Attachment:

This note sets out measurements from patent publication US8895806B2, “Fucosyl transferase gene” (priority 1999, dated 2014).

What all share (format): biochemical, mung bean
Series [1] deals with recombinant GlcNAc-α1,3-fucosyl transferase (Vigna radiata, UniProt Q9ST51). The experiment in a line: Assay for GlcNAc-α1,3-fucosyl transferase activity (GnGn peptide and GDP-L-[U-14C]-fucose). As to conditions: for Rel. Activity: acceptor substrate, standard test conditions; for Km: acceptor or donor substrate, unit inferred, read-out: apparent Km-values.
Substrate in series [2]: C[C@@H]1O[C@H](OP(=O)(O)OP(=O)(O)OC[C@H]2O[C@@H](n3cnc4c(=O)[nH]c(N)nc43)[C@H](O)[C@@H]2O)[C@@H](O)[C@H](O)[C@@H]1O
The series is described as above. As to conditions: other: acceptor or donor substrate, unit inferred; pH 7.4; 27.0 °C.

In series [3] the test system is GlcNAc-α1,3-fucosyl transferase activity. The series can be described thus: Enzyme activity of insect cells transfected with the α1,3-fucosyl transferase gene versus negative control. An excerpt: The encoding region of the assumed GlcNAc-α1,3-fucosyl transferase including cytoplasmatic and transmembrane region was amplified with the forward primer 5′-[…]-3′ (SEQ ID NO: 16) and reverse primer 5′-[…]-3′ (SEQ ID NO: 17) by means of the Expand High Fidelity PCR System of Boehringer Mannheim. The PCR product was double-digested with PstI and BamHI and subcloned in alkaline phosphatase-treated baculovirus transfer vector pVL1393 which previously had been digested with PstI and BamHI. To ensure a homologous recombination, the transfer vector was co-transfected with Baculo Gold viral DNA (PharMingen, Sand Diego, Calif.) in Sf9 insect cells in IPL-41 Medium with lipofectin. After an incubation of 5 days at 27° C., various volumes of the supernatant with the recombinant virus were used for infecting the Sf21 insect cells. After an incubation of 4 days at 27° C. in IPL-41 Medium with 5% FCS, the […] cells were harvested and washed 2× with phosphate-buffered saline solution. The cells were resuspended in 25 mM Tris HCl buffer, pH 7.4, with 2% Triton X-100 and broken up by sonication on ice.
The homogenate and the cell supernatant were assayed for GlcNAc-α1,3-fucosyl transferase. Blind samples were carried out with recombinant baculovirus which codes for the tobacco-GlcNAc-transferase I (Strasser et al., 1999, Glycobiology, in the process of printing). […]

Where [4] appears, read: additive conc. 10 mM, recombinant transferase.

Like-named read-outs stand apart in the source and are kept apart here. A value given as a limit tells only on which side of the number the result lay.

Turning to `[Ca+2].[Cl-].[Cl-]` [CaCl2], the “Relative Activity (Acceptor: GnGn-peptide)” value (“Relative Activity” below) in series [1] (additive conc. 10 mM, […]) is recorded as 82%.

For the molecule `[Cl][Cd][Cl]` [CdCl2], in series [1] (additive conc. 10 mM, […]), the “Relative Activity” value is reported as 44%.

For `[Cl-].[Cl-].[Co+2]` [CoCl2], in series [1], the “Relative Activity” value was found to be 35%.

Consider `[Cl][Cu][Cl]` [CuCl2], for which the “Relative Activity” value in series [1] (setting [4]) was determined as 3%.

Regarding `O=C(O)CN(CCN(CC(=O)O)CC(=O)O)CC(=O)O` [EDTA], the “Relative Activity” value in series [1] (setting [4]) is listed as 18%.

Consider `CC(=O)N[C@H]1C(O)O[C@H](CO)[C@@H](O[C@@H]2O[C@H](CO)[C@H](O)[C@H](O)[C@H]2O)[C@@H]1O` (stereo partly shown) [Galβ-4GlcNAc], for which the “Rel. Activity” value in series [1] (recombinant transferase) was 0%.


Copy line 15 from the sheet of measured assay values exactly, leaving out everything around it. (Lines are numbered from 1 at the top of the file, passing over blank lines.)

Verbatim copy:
Consider `CC(=O)N[C@H]1C(O)O[C@H](CO)[C@@H](O[C@@H]2O[C@H](CO)[C@H](O)[C@H](O)[C@H]2O)[C@@H]1O` (stereo partly shown) [Galβ-4GlcNAc], for which the “Rel. Activity” value in series [1] (recombinant transferase) was 0%.